We at 2 Seas Sessions have had the honour and pleasure of having in the studio one of the greats of UK British folk music, Mr Wizz Jones. we do not use the word Legend very often but in the case of Wizz this is the only word you could use.
Wizz Jones - FULL SET / 2Seas Sessions #2
1. Young Fashioned Ways: https://youtu.be/6jbHm4kKGIo
2. When I Leave Berlin: https://youtu.be/tgU2Dkikxag
3. Spoonful: https://youtu.be/Dyp1ksU90eQ
4. Ready For The Times: https://youtu.be/pOxoK-GtLws
5. Night Ferry: https://youtu.be/gu1Ahwqq6wA
6. Nathaniel: https://youtu.be/MwZWh7qLG0U
7. Keep From Crying: https://youtu.be/g6NyjLmfI5w
8. Burma Star: https://youtu.be/kNza5Bd-OCg
9. 200 Miles Away: https://youtu.be/lBD6IDhPR_c
Full Set Session #2: https://youtu.be/tLVYzKd71-A
Wizz started his incredible musical journey many many moons ago in the late 1950s and has continued his love for acoustic folk music to the present day. Inspired by hearing Big Bill Broonzy and Ramblin' Jack Elliot, Wizz Jones learnt his guitar licks from the likes of Davy Graham and Long John Baldry whilst playing in the coffee bars of London's Soho in the late 1950's. He then followed the time-honoured buskers' trail from the streets of Paris to the markets of Marrakech during the early 1960's and returned to Britain with a unique acoustic guitar style, an eclectic repertoire and a 'right hand worthy of Broonzy'!
John Renbourn, Eric Clapton, Rod Stewart and Keith Richards have all named him as an important early influence and even Bruce “The Boss” Springsteen opened his Berlin show with Wizz's song 'When I Leave Berlin'. After more than 50 years 'on the road' Wizz continues to tour on the Acoustic Folk and Blues circuit. Wiz was joined on this session with his son and long time musical Simeon Jones, the two have released several albums and as you can see from our sessions work in complete harmony with one another. Now Simeon Jones is no new kid on the block and has to date had a successful career playing both saxophone and harmonica with the likes of Basement Jaxx, Primal Scream, Sam Brown, Tom Jones, Charlie Dore, Geno Washington Band, Akasha, Take That, Bad Manners, Guru Josh, HBR & Otis Grand to name just a few.
Wizz began his musical career at the age of 18 leading a Country and Skiffle band called "The Wranglers" in his home town of Croydon, Surrey in 1957. He had been inspired to take up the acoustic guitar a year or so before this after hearing such guitar luminaries as Big Bill Broonzy, Rambling Jack Elliot and Muddy Waters playing at a club in London organized by Cyril Davies and Alexis Korner (The Roundhouse in Wardour Street). Having learned most of his blues licks from Long John Baldry and Davy Graham whilst playing in the coffee bars of Soho, Wizz followed the time honoured trail - busking throughout Europe with many different musicians including at one time a budding young blues-man named Rod Stewart. On returning to Britain in the early sixties, Wizz formed a blue-grass duo with banjo-picker Pete Stanley, a partnership which was to last for four years during which time Wizz and Pete recorded a single and LP Album for EMI. Wizz and Pete went their separate ways at the end of 1967 and Wizz returned to solo work collaborating with songwriter Alan Tunbridge (an artist friend from the Soho days) and occasionally with guitarist Peter Berryman. He enjoyed considerable success throughout the 70's In Europe and Scandinavia both as a touring soloist and together with his wife Sandy in the group "Lazy Farmer" However back in England and several albums later - in spite of being often mentioned as an important early influence by artists such as Eric Clapton, John Renbourn and Ralph McTell, Wizz retained a certain "musician's musician" reputation, only occasionally playing club gigs and the odd festival spot sometimes with son Simeon on Sax, Harmonica and Flute. (As Billy Connolly says in the "Acoustic Routes" TV Documentary on Bert Jansch - "My friend Wizz has had a somewhat wispy career - now you see him now you don't!") It was possibly as a result of Wizz's appearance in this film and the re-issue of some of his long lost classics during the 90's that Wizz began to enjoy a bit of a come-back!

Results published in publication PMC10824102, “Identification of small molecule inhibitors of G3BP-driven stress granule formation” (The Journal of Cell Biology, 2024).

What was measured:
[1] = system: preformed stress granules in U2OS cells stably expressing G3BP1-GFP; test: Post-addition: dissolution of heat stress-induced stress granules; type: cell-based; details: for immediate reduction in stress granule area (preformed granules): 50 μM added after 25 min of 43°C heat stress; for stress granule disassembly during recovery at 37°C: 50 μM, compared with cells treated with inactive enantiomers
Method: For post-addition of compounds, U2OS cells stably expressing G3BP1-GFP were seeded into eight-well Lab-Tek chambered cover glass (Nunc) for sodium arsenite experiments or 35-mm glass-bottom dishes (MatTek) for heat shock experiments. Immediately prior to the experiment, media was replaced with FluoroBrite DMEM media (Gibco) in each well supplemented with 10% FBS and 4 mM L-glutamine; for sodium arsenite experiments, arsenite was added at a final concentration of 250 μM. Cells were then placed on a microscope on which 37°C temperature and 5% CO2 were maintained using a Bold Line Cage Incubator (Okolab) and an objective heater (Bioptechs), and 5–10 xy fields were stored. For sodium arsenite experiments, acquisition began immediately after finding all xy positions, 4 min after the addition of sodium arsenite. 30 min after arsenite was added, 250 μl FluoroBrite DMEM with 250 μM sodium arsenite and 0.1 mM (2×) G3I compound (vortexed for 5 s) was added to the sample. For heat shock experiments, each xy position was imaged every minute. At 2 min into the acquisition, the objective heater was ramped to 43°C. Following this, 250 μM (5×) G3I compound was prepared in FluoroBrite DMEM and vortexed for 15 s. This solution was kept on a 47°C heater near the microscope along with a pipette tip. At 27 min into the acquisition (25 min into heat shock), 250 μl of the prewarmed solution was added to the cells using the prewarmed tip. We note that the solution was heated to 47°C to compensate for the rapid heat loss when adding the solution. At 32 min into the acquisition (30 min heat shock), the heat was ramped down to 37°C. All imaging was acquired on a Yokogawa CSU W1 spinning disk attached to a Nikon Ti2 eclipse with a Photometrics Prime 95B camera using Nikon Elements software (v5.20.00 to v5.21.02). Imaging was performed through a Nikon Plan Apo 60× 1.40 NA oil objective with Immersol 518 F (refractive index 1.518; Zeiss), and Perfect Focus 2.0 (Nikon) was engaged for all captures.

…l’autore era Wizz Jones, un personaggio storico - ma non troppo noto - del folk britannico degli anni '70. Quella cover gli regalò un momento di imprevista notorietà anche fuori dalla nicchia del pubblico del folk. Per capirci, Wizz è il chitarrista che divideva il palco con John Renbourn nell’ultimo tour di quest’ultimo.